Americans to get fatter until obesity rate hits 42%
Boston: The obesity rate in the US will continue to rise until 42 per cent of the country`s adults become obese, their contact with overweight people being a reason for its increase, a recent study has said.
America`s obesity epidemic won`t plateau until at least 42 per cent of adults are obese," the study conducted by Harvard researchers said.
Published in the journal PLoS Computational Biology, the study further added that obesity is contagious and the more obese friends one has, the more likely one is to become fatter.
"Our analysis suggests that while people have gotten better at gaining weight since 1971, they have not gotten any better at losing weight," it said.
The study`s lead author Alison Hill, a graduate student in Harvard`s Programme for Evolutionary Dynamics and in the Harvard-MIT Division of Health Sciences and Technology, said the rate of weight gain due to social transmission - that is from person to person - has also grown quite rapidly.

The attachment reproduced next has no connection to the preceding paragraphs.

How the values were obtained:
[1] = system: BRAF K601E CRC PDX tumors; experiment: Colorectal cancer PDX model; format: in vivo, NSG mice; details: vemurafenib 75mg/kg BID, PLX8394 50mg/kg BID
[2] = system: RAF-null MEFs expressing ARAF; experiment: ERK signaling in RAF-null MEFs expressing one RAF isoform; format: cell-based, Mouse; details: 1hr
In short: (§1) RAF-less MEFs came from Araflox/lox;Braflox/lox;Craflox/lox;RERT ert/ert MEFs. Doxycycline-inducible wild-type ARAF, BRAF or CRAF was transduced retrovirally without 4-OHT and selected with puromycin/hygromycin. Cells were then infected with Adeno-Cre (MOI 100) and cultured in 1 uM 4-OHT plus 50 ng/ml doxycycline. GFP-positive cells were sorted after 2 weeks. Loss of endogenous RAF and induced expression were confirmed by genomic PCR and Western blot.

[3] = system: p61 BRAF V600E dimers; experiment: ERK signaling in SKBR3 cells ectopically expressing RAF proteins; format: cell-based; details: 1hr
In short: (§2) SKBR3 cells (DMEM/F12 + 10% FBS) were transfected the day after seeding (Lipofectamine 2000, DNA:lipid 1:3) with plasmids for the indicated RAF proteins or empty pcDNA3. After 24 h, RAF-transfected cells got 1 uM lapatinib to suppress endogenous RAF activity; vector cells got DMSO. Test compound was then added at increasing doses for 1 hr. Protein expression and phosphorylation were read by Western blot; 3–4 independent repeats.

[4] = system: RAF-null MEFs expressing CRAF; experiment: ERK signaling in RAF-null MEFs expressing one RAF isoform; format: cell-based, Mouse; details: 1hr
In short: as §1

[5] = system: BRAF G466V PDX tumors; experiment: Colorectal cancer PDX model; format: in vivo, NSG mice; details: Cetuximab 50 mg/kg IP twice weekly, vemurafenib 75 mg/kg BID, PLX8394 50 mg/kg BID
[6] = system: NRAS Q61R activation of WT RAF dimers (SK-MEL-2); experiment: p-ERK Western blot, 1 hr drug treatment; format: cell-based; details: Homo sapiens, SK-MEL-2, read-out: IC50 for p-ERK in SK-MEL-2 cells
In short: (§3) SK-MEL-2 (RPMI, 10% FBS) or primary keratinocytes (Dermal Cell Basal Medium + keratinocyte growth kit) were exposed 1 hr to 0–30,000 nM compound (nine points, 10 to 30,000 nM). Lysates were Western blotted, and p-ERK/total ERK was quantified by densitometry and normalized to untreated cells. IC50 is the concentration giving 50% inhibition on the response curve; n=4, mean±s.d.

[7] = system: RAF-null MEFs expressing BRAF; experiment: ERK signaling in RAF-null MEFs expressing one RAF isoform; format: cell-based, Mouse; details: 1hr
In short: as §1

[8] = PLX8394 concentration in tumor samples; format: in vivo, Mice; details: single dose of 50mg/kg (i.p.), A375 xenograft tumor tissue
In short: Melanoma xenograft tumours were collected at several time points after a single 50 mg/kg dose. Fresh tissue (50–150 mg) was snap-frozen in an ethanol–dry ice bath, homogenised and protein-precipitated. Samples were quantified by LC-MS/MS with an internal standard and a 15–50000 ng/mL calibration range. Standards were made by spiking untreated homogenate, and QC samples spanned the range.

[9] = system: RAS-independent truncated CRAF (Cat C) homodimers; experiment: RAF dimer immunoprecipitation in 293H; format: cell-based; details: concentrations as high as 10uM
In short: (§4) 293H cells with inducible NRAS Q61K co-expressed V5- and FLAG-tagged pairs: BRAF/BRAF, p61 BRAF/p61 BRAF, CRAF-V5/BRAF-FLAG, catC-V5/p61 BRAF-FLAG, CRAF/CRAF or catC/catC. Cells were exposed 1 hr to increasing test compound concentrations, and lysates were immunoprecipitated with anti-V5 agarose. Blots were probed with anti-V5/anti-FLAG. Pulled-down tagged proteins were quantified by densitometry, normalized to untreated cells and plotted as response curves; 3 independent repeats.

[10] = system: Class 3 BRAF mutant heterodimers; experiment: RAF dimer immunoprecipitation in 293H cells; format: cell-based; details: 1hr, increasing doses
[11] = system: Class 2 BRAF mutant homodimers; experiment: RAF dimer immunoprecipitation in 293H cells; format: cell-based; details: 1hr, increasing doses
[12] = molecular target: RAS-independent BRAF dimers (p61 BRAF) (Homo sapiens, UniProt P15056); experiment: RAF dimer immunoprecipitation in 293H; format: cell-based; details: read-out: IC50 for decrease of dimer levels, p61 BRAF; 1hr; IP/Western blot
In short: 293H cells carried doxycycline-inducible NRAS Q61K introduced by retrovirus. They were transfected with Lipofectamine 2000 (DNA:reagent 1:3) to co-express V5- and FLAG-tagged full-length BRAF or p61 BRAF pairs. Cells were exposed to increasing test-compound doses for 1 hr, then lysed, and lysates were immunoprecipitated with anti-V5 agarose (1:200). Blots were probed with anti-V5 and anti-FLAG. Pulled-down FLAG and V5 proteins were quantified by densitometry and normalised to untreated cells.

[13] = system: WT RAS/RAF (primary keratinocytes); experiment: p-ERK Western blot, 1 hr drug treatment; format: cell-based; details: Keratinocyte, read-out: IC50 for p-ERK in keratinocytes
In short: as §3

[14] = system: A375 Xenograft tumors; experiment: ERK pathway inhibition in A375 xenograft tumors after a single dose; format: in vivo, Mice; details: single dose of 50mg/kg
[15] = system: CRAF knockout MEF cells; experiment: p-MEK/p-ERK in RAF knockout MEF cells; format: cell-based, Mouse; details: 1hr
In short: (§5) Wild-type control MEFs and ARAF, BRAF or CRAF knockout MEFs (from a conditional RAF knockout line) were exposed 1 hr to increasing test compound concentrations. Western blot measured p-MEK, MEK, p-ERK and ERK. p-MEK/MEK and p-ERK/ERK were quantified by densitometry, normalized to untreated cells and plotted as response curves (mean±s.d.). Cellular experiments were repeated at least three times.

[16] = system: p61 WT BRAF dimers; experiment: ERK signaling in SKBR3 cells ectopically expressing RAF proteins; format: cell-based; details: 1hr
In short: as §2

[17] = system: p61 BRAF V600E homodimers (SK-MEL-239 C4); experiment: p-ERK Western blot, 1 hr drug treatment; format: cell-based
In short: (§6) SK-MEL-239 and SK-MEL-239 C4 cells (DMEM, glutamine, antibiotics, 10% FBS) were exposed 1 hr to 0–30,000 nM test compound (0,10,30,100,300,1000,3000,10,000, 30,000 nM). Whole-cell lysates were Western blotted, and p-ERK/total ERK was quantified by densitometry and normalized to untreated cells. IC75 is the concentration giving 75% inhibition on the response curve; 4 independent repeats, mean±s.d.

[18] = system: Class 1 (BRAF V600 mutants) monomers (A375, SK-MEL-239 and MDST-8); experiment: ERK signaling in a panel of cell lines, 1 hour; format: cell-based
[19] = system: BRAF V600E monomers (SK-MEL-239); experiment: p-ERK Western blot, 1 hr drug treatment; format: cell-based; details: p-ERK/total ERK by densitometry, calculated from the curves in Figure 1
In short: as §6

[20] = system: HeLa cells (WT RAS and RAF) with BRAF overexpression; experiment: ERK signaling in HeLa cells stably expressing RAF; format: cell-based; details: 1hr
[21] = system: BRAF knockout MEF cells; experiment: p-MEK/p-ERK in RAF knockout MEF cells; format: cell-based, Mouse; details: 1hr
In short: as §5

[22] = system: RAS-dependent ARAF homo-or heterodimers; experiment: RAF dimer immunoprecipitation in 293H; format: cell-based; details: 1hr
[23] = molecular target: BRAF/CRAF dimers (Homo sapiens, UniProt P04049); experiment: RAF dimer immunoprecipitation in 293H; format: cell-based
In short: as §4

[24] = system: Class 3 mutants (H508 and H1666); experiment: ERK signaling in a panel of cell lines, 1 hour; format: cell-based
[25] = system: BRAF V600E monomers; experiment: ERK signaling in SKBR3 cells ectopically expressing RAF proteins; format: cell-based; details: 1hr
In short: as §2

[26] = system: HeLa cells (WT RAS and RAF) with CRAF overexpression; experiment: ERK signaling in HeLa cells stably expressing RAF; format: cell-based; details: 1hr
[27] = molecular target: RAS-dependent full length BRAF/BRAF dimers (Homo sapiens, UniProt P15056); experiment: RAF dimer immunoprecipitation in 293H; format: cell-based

The Harvard scientists said proliferation of obesity among American adults in recent decades owes in large part to its accelerating spread via social networks.
A non-obese American adult has a two per cent chance of becoming obese in any given year. This number rises by 0.5 percentage points with each obese social contact, meaning that four obese contacts doubles the risk of becoming obese.
The projections by Hill are a "best-case scenario," which means that America`s obesity rate could rise above 42 per cent of adults.
The findings contradict recent assertions by some experts that the US obesity rate, which has been at 34 per cent for the past five years, may have peaked.
However, the silver lining is that Hill`s model suggests the US population may not reach this level for another 40 years, making the future rate of increase much more gradual
than over the past 40 years.
Only 14 per cent of the Framingham study participants were obese in 1971, but by 2000 that number had reached 30 per cent.
About 34 per cent of American adults are overweight but not obese, according to the federal government`s Centers for Disease Control and Prevention.
Researchers derived the estimate by applying mathematical modeling to 40 years of Framingham Heart Study data, which is a study of the health and habits of several generations of people in a single Massachusetts town.